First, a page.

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We offer our students opportunities that are otherwise hard to find, either at high schools or at other summer programs. Our workshops in playwriting, fiction, poetry and creative nonfiction are led by writers of significant accomplishment and promise: our former SampleScheduleworkshop leaders have won the Roerich poetry prize, been recognized by The New Yorker as among the twenty best young American novelists, and featured by “Oprah’s Book Club.” And our workshop leaders really get to know their students, and vice-versa because we’ve kept our numbers low: workshops no larger than ten, and a total enrollment of about sixty. And we make space in the schedule for two “one-on-one” conferences between student and teacher, as well as plenty of informal contact.

We also offer an impressive lineup of well-known visiting writers whose works students read and discuss. To ensure that each student has meaningful contact with the writers the students are required to read one book by each of these visiting writers before arriving. Once on campus the students attend a discussion about each book, led by either a Sewanee English professor or a Writers’ Conference faculty member. When our guests arrive, participants will be prepared to get the most out of the authors' readings and out of the informal discussions that will follow.

We felt strongly that our program should offer a serious course in creative writing, not just a “get your feet wet” introduction. So we ask participants to specify a genre--playwriting, poetry, fiction, or creative nonfiction--before they arrive, and they attend a workshop focused on that genre. We don’t try to include “College Writing” or “cross writing,” believing that the serious work we do on creative writing leaves no time for anything else. In your workshop, you will read and discuss the works of great authors and try to apply their lessons, free-write and write from prompts, and above all read and respond to the work of your peers. Our students arrive with widely varying levels of experience, but nearly all of them leave with a portfolio that they can be proud of, and that we encourage them to read to the group at the end of the conference. Also, and not surprisingly, they report that their two weeks of intensive reading and writing at Sewanee have made them better readers and expository writers in high school and college.

Students spend most mornings in workshops, and most evenings in discussions or readings by faculty, special guests, and fellow participants. They are served three meals a day in the University dining hall, and sleep in University dormitories (supervised by responsible resident advisors). What about the other times? There are class assignments to complete, but we also make time for our students to take advantage of the recreational opportunities afforded by Sewanee’s beautiful campus.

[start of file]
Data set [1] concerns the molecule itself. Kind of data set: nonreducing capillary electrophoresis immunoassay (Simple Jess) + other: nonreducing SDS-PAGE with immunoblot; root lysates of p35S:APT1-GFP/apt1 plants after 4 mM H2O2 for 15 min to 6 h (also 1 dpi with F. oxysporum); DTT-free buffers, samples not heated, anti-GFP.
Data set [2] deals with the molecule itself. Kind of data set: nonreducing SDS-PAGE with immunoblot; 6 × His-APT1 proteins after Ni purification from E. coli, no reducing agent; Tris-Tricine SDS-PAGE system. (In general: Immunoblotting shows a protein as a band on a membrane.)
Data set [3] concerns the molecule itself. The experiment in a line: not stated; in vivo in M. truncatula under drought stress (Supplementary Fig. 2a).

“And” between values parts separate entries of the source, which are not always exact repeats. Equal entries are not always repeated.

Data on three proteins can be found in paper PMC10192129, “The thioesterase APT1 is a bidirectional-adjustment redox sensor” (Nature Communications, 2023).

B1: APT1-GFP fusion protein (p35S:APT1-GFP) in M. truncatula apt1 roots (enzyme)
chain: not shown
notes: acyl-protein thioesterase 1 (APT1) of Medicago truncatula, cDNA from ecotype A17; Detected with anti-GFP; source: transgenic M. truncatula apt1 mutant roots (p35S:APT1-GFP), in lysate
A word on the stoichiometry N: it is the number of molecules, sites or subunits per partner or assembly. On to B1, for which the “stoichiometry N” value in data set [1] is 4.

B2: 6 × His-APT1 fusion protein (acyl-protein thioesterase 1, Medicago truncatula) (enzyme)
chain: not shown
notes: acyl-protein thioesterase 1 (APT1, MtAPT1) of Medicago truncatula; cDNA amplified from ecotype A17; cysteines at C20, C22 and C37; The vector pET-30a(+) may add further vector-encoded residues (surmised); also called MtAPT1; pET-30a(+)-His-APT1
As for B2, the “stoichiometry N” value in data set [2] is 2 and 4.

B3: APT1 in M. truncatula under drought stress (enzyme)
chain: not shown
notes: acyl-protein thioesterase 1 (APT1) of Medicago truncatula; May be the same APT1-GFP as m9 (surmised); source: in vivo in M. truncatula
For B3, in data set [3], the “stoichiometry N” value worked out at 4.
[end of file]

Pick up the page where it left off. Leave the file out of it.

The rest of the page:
Students have access to the university’s golf and tennis facilities, to its Fowler Sports and Fitness Center, as well as to its Du Pont library. And the natural beauty of our mountain makes it an ideal setting for lovers of the outdoors; we schedule long and short hikes, a caving expedition, and are happy for students to explore the Domain on their own as well. Students are also invited to participate in extracurricular events such as a talent show, karaoke night, readings of their own works, discussions of their favorite writers at one of our local coffee shops, and, on the last night, a banquet and dance.


Playwriting is Back!
For the seventh year in a row, the Sewanee Young Writers’ Conference will offer a workshop in Playwriting to be taught by the ever-talented playwright, screenwriter, director and actor David Roby. In the second week of the program, award-winning playwright Arlene Hutton will visit and engage students in a staged reading of one of her plays.
The cost for the program is $2,200. Transportation to and from the Nashville or Chattanooga airport is available at an additional fee of $130. Offers of admission will be made on a rolling basis; the review of applications will begin February 26, 2016 and continue until all workshops are full.
Elizabeth Grammer, Director
Sewanee Young Writers’ Conference • 735 University Avenue • The University of the South • Sewanee, Tennessee 37383-1000